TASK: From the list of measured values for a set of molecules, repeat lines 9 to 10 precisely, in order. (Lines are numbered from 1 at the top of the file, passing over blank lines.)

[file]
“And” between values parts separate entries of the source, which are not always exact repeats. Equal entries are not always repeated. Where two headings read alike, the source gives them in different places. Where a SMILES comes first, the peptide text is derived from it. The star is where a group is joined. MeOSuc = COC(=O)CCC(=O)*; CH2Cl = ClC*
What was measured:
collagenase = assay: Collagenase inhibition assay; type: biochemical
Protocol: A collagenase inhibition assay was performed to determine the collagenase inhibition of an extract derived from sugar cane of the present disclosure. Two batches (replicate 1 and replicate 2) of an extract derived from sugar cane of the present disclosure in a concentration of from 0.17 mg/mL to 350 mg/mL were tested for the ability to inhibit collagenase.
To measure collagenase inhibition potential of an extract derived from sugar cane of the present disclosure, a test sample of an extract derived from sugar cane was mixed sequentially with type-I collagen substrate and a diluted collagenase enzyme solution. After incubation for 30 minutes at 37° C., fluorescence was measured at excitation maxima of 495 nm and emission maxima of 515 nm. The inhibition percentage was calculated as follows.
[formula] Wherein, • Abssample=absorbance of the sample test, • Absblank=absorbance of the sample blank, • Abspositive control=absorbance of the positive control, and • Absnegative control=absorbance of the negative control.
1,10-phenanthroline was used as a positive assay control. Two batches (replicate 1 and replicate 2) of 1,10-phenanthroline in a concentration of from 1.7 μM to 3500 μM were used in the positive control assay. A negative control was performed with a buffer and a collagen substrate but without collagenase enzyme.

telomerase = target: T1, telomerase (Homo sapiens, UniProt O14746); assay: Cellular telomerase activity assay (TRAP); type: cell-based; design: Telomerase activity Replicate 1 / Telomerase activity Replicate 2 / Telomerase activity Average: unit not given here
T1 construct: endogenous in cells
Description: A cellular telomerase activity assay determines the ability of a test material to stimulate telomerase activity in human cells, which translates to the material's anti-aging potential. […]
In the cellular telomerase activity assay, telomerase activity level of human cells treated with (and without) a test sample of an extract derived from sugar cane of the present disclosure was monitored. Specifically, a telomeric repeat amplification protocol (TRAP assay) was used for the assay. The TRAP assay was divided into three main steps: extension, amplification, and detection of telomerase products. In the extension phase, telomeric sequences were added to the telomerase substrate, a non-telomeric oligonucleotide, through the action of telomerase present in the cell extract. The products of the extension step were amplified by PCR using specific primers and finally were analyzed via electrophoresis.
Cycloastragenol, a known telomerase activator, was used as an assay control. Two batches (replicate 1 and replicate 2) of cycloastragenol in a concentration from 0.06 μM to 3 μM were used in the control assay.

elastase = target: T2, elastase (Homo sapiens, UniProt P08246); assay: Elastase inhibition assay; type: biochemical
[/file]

T1 construct: endogenous in cells
Description: A cellular telomerase activity assay determines the ability of a test material to stimulate telomerase activity in human cells, which translates to the material's anti-aging potential. […]